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Ad agency stirs controversy for using homeless people as wireless hotspots at SXSW

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This year at SXSW in Austin, you may happen to come across a bedraggled, middle-aged homeless man wearing a T-shirt that said, "I'm _______, a 4G hotspot." If your first inclination was to give this poor soul a bagel or a coupla bucks rather than texting the number on his belly for wireless service, then you, sir, are a bleeding-heart liberal/self-righteous do-gooder. That's because the men were recruited as part of "Homeless Hotspots," a campaign spearheaded by marketing firm BBH that has already caught more flak from SXSW hipsters than the latest She & Him release. 

According to Buzzfeed, Homeless Hotspots was the brainchild of Saneel Radia, head of innovation at the New York-based marketing firm, which partnered with Austin homeless-advocacy group Front Steps on the project. Although Radia stresses that the money donated for wireless access goes directly to the homeless hotspots themselves (ick, I can't even type that without feeling squeamish), he says that he understands why people might be uncomfortable with the campaign. "The worry is that people are suddenly just hardware," he says, "but frankly I wouldn't have done this if I didn't believe otherwise. We're very open to the criticism," he added.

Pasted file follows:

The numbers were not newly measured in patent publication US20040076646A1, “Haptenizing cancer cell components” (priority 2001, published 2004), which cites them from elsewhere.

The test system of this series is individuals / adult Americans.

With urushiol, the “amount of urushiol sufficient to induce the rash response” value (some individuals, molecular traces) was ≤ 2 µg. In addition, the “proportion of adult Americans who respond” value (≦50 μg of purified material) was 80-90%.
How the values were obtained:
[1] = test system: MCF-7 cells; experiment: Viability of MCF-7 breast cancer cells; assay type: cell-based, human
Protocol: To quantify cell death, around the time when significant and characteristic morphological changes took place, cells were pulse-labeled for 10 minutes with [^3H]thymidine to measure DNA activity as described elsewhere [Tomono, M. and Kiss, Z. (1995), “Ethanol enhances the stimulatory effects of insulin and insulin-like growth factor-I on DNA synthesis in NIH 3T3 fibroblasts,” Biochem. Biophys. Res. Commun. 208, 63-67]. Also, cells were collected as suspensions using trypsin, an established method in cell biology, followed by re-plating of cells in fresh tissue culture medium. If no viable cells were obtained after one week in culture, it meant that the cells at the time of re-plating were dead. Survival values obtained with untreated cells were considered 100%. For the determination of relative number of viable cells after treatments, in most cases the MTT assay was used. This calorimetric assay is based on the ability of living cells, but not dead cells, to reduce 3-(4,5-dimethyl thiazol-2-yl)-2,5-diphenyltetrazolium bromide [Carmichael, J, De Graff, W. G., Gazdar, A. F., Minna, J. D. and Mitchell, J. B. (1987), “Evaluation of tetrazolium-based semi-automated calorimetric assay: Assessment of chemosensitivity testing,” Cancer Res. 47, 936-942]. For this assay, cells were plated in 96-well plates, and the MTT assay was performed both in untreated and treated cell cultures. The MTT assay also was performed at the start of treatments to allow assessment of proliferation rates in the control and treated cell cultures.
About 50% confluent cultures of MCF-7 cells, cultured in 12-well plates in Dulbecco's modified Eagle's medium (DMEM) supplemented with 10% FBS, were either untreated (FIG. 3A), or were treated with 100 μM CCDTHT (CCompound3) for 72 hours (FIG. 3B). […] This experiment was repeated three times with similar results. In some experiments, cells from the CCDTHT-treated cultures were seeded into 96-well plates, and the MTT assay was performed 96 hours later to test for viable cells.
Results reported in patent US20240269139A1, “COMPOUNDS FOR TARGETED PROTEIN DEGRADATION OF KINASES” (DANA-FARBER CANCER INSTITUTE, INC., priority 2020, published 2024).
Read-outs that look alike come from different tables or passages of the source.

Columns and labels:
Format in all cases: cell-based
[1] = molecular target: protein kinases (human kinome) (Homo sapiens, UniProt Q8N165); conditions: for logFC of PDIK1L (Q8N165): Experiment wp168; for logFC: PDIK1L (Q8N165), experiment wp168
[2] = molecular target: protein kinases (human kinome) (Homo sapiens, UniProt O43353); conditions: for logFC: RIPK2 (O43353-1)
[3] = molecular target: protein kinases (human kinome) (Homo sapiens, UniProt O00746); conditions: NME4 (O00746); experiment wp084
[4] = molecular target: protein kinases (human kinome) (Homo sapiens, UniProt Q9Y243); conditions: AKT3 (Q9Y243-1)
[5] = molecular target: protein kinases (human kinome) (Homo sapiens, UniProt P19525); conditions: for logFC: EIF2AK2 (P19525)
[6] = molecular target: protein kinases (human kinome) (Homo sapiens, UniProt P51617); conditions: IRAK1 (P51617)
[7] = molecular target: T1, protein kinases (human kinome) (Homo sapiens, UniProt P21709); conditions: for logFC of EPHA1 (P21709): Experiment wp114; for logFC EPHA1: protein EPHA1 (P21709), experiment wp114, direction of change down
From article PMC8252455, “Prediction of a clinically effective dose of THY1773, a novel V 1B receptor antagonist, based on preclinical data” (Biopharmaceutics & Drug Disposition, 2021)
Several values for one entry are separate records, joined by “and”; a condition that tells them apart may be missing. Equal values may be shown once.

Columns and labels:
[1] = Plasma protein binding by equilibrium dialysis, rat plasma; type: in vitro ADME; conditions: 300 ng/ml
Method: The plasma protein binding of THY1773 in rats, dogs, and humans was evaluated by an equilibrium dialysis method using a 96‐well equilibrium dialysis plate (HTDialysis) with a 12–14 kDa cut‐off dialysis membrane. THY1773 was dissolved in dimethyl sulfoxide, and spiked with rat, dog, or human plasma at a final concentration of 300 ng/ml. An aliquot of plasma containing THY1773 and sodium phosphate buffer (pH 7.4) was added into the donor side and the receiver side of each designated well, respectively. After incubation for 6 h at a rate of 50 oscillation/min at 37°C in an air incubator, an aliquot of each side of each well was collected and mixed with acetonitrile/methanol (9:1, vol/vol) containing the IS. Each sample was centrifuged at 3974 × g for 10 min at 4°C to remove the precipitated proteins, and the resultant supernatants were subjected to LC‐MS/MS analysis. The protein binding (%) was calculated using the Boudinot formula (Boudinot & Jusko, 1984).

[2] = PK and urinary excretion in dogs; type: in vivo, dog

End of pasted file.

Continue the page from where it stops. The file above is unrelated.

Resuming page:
Well, that's good that you're open to the criticism, Saneel, because over the next few days, you guys will be getting it from all ends. While I don't doubt that your intentions were good (or, at least, as good as the intentions of a marketing firm can possibly be), if the concern over being perceived as using homeless people as "hardware" crosses your mind just once during the brainstorming process, it's probably best to take your ideas in a different direction. On the other hand, Melvin, one of the homeless individuals recruited by BBH, told Buzzfeed the following about his own experience with the campaign, so at least there's a silver lining to this PR nightmare cloud:

"I would say that these people are trying to help the homeless, and increase awareness. They're trying not to put us in a situation where we're stereotyped. That's a good side of it, too — we get to talk to people. Maybe give them a different perception of what homeless is like."